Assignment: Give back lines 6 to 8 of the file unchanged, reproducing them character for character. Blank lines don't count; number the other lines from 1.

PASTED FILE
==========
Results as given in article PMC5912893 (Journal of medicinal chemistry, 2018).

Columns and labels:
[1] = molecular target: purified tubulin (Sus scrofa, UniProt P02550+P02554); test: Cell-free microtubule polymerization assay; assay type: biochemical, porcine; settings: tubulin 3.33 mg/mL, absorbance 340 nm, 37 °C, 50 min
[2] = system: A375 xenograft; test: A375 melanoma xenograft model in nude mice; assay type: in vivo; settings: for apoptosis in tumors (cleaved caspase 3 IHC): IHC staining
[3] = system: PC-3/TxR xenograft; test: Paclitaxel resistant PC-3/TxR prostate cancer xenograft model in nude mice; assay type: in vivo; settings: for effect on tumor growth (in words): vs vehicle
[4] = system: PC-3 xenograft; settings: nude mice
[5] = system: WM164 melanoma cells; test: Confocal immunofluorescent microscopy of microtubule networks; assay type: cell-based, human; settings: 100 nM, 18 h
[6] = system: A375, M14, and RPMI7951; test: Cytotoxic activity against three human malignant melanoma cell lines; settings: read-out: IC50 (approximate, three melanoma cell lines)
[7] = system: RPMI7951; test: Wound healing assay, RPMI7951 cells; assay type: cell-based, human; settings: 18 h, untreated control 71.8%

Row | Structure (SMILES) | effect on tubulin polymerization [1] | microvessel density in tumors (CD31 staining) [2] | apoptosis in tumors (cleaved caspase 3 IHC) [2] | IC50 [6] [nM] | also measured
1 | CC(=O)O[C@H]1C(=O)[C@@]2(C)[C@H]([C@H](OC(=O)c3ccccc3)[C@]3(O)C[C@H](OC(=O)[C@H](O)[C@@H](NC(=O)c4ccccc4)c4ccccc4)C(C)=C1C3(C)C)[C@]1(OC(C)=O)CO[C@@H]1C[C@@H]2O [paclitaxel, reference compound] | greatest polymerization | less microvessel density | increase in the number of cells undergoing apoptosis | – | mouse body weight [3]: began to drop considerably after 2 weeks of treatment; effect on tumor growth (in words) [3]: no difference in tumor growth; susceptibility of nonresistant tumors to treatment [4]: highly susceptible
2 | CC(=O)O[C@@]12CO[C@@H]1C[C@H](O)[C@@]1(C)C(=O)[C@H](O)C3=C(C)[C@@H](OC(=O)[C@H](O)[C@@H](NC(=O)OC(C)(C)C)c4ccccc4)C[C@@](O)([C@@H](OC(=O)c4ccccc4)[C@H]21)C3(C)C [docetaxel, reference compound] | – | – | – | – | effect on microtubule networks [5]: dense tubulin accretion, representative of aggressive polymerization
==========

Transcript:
[4] = system: PC-3 xenograft; settings: nude mice
[5] = system: WM164 melanoma cells; test: Confocal immunofluorescent microscopy of microtubule networks; assay type: cell-based, human; settings: 100 nM, 18 h
[6] = system: A375, M14, and RPMI7951; test: Cytotoxic activity against three human malignant melanoma cell lines; settings: read-out: IC50 (approximate, three melanoma cell lines)